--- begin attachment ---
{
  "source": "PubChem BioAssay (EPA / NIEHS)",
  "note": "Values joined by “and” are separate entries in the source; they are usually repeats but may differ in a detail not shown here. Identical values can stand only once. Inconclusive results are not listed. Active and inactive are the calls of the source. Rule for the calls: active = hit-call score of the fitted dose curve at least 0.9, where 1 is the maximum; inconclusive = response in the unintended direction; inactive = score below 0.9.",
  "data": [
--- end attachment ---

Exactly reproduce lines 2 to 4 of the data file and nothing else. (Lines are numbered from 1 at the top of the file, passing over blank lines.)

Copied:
  "source": "PubChem BioAssay (EPA / NIEHS)",
  "note": "Values joined by “and” are separate entries in the source; they are usually repeats but may differ in a detail not shown here. Identical values can stand only once. Inconclusive results are not listed. Active and inactive are the calls of the source. Rule for the calls: active = hit-call score of the fitted dose curve at least 0.9, where 1 is the maximum; inconclusive = response in the unintended direction; inactive = score below 0.9.",
  "data": [